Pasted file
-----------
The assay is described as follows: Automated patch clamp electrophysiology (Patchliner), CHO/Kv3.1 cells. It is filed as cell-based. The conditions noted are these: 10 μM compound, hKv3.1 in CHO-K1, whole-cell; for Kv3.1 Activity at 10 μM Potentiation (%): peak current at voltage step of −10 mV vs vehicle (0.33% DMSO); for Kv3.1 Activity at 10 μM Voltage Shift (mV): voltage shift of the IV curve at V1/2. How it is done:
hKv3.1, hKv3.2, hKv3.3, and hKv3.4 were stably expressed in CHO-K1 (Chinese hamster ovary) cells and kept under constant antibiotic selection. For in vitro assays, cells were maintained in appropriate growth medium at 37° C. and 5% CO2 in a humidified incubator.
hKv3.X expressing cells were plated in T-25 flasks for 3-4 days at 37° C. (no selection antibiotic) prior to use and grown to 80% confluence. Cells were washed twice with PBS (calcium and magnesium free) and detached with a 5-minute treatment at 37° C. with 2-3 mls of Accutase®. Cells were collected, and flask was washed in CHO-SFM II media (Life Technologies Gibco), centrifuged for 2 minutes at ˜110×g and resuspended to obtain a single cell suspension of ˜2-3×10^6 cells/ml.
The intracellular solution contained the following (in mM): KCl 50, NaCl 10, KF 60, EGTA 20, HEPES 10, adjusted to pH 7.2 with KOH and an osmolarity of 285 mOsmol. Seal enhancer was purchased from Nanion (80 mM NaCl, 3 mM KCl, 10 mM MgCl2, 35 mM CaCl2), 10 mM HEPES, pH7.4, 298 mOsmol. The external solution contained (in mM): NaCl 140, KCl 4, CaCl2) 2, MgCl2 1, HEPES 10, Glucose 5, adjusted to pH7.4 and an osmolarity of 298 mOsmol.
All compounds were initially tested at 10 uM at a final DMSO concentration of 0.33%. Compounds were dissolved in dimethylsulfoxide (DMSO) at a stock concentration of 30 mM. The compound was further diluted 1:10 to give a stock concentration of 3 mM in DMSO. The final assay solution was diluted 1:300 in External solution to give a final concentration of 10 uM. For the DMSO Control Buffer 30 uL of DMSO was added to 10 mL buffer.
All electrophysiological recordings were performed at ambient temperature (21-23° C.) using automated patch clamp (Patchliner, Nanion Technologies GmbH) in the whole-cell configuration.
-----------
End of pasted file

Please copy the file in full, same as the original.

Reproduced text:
The assay is described as follows: Automated patch clamp electrophysiology (Patchliner), CHO/Kv3.1 cells. It is filed as cell-based. The conditions noted are these: 10 μM compound, hKv3.1 in CHO-K1, whole-cell; for Kv3.1 Activity at 10 μM Potentiation (%): peak current at voltage step of −10 mV vs vehicle (0.33% DMSO); for Kv3.1 Activity at 10 μM Voltage Shift (mV): voltage shift of the IV curve at V1/2. How it is done:
hKv3.1, hKv3.2, hKv3.3, and hKv3.4 were stably expressed in CHO-K1 (Chinese hamster ovary) cells and kept under constant antibiotic selection. For in vitro assays, cells were maintained in appropriate growth medium at 37° C. and 5% CO2 in a humidified incubator.
hKv3.X expressing cells were plated in T-25 flasks for 3-4 days at 37° C. (no selection antibiotic) prior to use and grown to 80% confluence. Cells were washed twice with PBS (calcium and magnesium free) and detached with a 5-minute treatment at 37° C. with 2-3 mls of Accutase®. Cells were collected, and flask was washed in CHO-SFM II media (Life Technologies Gibco), centrifuged for 2 minutes at ˜110×g and resuspended to obtain a single cell suspension of ˜2-3×10^6 cells/ml.
The intracellular solution contained the following (in mM): KCl 50, NaCl 10, KF 60, EGTA 20, HEPES 10, adjusted to pH 7.2 with KOH and an osmolarity of 285 mOsmol. Seal enhancer was purchased from Nanion (80 mM NaCl, 3 mM KCl, 10 mM MgCl2, 35 mM CaCl2), 10 mM HEPES, pH7.4, 298 mOsmol. The external solution contained (in mM): NaCl 140, KCl 4, CaCl2) 2, MgCl2 1, HEPES 10, Glucose 5, adjusted to pH7.4 and an osmolarity of 298 mOsmol.
All compounds were initially tested at 10 uM at a final DMSO concentration of 0.33%. Compounds were dissolved in dimethylsulfoxide (DMSO) at a stock concentration of 30 mM. The compound was further diluted 1:10 to give a stock concentration of 3 mM in DMSO. The final assay solution was diluted 1:300 in External solution to give a final concentration of 10 uM. For the DMSO Control Buffer 30 uL of DMSO was added to 10 mL buffer.
All electrophysiological recordings were performed at ambient temperature (21-23° C.) using automated patch clamp (Patchliner, Nanion Technologies GmbH) in the whole-cell configuration.